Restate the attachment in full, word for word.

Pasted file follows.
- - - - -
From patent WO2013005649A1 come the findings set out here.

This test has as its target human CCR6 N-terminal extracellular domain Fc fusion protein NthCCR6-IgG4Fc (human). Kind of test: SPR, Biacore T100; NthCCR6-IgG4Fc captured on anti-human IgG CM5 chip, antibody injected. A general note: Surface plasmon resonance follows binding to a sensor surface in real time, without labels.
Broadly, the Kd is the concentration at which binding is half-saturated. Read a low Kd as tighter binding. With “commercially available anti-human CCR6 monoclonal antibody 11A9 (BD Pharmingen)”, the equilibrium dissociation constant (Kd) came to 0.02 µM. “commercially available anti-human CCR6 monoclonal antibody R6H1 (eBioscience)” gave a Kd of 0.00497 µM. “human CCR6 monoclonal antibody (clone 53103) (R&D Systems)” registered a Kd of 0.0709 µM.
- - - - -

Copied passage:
From patent WO2013005649A1 come the findings set out here.

This test has as its target human CCR6 N-terminal extracellular domain Fc fusion protein NthCCR6-IgG4Fc (human). Kind of test: SPR, Biacore T100; NthCCR6-IgG4Fc captured on anti-human IgG CM5 chip, antibody injected. A general note: Surface plasmon resonance follows binding to a sensor surface in real time, without labels.
Broadly, the Kd is the concentration at which binding is half-saturated. Read a low Kd as tighter binding. With “commercially available anti-human CCR6 monoclonal antibody 11A9 (BD Pharmingen)”, the equilibrium dissociation constant (Kd) came to 0.02 µM. “commercially available anti-human CCR6 monoclonal antibody R6H1 (eBioscience)” gave a Kd of 0.00497 µM. “human CCR6 monoclonal antibody (clone 53103) (R&D Systems)” registered a Kd of 0.0709 µM.